by Peter McKenzie

Clermont is proving to be a popular destination for long and short term ‘grey nomads’ during the Queensland winter months.

The town is situated 106 kilometres north of Emerald on the Gregory Development road. The road is sealed but it’s a bit ‘rocky rolly’, and doesn’t have a good reputation.

Happily, Clermont is well set up to service the needs of travellers, and you can get your vehicle checked over after a potentially rough ride into town. Clermont has all you’ll need for a long term stay, with two IGA stores, four hotels, three service stations, a post office, restaurants, a combined appliance store and hardware shop, a hospital and a doctor.


An easily accessible dump point is positioned near the Clermont Bowls Club.

There are two monstrous coal mines just north of town, Blair Athol and Clermont. The latter produces 3,000,000 tonnes of export coal every year. About 70% of the town’s workforce is employed at the two mines. Back in the 1860s, Clermont had 21 huge copper mills but all that is left now is one chimney stack on Ruby­vale Road.

While Ludwig Leichhardt was reportedly the first European to pass through the Clermont area in 1845, the town wasn’t established until gold was discovered in 1861. A great way to learn about the area’s fascinating past is to visit the Clermont Historical Centre, about two kilometres out of town along the Peak Downs Highway.

The majority of ‘nomads’ at the Clermont Caravan Park are recreational gold prospec­tors that stay from May until September, and leave when the weather gets too hot. They mainly come from the southern states escaping cold winters.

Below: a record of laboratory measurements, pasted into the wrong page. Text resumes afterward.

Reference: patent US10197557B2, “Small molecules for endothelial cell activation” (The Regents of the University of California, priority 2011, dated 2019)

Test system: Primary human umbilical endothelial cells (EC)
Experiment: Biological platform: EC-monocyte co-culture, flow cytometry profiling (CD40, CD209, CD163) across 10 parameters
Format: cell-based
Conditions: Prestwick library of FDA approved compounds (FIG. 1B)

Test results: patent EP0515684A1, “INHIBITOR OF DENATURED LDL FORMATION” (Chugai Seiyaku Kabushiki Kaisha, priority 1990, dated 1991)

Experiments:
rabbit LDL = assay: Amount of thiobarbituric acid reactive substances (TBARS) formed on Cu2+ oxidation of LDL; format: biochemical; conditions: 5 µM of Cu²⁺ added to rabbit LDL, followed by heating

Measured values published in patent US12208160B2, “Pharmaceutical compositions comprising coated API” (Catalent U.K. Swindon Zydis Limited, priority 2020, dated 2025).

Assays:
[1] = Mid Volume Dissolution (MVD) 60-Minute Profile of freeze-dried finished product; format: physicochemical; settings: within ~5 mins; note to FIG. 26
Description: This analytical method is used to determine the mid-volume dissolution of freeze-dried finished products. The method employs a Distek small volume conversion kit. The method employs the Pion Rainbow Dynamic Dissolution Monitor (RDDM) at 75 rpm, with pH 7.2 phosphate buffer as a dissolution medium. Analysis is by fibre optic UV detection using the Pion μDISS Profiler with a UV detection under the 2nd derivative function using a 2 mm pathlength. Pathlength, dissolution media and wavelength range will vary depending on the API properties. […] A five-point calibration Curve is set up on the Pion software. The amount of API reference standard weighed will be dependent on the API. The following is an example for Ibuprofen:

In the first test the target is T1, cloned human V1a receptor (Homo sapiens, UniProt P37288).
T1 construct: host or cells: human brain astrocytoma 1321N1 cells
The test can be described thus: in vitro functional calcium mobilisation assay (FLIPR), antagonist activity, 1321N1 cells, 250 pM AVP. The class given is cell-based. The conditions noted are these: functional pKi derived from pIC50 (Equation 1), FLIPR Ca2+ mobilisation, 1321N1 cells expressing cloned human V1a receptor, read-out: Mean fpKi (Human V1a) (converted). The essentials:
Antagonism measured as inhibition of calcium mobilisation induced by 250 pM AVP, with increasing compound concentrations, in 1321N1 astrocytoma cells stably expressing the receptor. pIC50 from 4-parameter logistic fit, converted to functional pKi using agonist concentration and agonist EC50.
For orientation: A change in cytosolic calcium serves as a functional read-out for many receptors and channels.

The caravan park is so popu­lar; you’ll need to book well in advance. However, it does of­fer overspill camping without water or power at the rear of the park, and you can still use the park facilities.

Happy hour at the park sees groups of fossickers swapping stories about the piece of gold they got, or the sad news they didn’t get any. In the morn­ing, they all get their gear on again and head out to the forests for another ‘scratch’.

Queensland Parks and Wildlife provide nine forestry areas to fossick, all within 24 kilometres of the town. They are known as GPA’s (General Permission Area’s). Isaac Regional Council sup­plies permits and kits for the GPA’s. They cost $59 for three months, You’ll also need the normal Qld Forestry Fossick­ing Permit that covers all the state. There is a detector shop in town, as well.

Theresa Creek Dam, 20 kilometres west of Clermont on a sealed road, is another fa­vourite camping spot for grey nomads. There’s no power, but you pay $10 per night at the kiosk. And, if you didn’t make your fortune digging for gold, you might find you have better luck in finding some red claw in the dam here. Good luck!


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